Minister drills home tooth decay problem

Health Minister Angela Smith has launched a consultation document aimed at improving the state of people's teeth in Northern Ireland.

The Oral Health Strategy is a 10-year plan which aims to improve the oral health of the entire population and reduce inequalities. Specific recommendations are made on tackling the higher disease levels found among the poor, older people, ethnic minorities, travellers and homeless people. Proposals are also made on access to dental care for children and adults with disabilities.

Highlighting the scale of the problem in Northern Ireland, the Minister said: “Tooth decay levels among Northern Ireland children are approximately double those in England and the Republic of Ireland. This completely preventable disease is the most common reason for children receiving hospital general anaesthetics. Last year, in Northern Ireland, almost 8,000 children, some as young as 2-years-old, had a general anaesthetic for dental treatment.

“If we are to close the oral health gap between Northern Ireland and our neighbours then dental services must focus more on prevention. There also needs to be greater interdisciplinary working within the health service and more partnership working between the health, education, community and voluntary sectors. The benefits of these approaches will extend beyond oral health into general health and well-being.”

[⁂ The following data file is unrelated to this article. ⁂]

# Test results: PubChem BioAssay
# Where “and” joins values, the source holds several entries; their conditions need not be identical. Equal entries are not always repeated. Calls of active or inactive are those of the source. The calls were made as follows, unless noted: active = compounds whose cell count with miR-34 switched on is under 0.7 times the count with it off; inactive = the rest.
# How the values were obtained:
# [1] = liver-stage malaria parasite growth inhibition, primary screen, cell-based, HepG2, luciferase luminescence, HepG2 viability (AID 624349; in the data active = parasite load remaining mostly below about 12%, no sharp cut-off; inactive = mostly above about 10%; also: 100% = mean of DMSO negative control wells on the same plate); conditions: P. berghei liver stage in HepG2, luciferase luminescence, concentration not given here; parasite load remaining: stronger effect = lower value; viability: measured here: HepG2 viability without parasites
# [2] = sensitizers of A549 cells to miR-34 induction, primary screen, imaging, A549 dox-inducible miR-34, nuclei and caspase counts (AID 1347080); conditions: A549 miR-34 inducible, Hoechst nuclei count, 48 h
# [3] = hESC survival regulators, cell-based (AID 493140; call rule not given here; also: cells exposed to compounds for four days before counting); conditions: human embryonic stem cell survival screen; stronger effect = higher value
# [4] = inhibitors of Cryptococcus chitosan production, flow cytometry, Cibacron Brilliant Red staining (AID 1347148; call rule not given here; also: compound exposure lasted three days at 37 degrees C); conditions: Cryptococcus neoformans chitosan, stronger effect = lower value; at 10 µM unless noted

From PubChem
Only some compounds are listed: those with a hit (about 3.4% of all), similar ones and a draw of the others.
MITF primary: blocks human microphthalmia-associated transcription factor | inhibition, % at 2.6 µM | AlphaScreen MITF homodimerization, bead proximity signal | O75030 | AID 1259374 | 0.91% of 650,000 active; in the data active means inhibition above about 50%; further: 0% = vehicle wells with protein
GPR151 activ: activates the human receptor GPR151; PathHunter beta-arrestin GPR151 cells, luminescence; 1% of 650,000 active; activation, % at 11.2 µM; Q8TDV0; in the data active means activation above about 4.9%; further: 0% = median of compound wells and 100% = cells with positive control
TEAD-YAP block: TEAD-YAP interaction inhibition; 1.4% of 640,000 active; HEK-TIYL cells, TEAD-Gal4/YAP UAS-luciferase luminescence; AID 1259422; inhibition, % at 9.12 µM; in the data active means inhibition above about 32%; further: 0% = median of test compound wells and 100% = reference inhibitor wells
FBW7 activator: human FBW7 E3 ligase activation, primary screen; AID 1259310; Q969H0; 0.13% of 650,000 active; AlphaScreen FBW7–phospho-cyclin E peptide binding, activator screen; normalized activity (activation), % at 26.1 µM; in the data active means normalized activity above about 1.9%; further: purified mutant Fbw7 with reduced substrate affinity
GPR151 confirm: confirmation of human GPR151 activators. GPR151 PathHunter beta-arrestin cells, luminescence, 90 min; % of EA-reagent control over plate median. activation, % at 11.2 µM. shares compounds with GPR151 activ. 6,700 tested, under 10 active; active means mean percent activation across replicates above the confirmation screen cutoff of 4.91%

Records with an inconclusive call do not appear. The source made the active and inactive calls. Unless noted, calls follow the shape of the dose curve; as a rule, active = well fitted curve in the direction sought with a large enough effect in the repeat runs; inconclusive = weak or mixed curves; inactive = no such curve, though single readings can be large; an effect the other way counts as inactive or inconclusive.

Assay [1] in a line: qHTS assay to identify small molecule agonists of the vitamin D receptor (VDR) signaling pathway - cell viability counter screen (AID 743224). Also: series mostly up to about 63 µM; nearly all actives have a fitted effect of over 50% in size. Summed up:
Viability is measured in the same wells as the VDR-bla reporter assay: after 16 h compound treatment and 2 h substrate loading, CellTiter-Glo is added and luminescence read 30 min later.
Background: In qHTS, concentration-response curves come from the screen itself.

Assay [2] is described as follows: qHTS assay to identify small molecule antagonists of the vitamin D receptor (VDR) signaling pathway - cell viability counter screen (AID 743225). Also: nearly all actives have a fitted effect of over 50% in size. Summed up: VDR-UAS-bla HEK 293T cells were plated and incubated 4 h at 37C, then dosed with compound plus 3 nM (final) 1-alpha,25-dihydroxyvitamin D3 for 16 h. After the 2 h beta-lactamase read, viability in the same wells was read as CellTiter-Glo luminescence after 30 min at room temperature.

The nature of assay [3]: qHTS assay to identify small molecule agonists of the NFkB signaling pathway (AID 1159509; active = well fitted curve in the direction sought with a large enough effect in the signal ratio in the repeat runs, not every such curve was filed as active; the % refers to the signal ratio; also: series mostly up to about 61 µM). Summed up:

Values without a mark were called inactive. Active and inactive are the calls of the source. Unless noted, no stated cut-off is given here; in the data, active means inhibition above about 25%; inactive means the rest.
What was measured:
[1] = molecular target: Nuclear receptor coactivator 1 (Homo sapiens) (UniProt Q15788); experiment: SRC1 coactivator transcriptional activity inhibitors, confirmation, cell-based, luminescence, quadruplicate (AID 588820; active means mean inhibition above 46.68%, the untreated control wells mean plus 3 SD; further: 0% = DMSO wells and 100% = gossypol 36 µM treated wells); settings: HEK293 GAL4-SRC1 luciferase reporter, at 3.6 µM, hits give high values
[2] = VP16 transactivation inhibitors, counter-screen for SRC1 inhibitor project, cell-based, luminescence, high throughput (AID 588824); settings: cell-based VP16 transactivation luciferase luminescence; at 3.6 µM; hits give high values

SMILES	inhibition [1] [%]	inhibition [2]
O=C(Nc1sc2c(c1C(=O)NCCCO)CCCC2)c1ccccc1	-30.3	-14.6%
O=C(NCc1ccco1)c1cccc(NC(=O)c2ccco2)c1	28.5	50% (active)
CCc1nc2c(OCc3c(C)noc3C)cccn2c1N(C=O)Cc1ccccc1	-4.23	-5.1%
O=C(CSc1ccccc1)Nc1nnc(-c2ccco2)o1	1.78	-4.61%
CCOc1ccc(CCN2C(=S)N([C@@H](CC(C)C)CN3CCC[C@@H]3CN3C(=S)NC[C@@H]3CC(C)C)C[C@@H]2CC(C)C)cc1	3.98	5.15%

The new Oral Health Strategy replaces the 1995 Oral Health Strategy and sets the context for the forthcoming Primary Care Dental Strategy.

The cost of providing Health Service dentistry in Northern Ireland last year was approximately £80 million.


Related Northern Ireland News Stories
Click here for the latest headlines.

17 September 2003
Derry school runs pilot dental project
A Londonderry school has become the first facility of its kind in Northern Ireland to have its own fully equipped dental surgery within its premises.
17 June 2015
Number Of People With HIV Almost Doubles In Ten Years – PHA
Northern Ireland had the biggest rise in new HIV diagnoses compared to the rest of the UK between 2000-2013, according to new figures. The number of people living with HIV has almost doubled over the last two years, the Public Health Agency (PHA) has announced.
03 September 2013
£7m Health Facility Launches At Jordanstown
A new £7m health research facility has been launched at the University of Ulster, Jordanstown. The Connected Health Innovation Centre (CHIC) follows a £6.8m investment by a consortium of technology companies. It is being supported by a £5m research and development (R&D) offer from Invest Northern Ireland.
29 March 2012
Progress Slow In Treatment Of Prisoners Mental Health
Progress in the treatment of prisoners with mental health problems has been slow. While some improvements have been made a report published today by Criminal Justice Inspection Northern Ireland shows that many challenges remain.
10 November 2011
Mental Health Issues No Workforce Barrier
People with mental health issues are making a significant contribution to the workforce. Far from being any burden, the Employment and Learning Minister, Dr Stephen Farry, has highlighted the significant contribution that those with mental health issues make to Northern Ireland's workforce.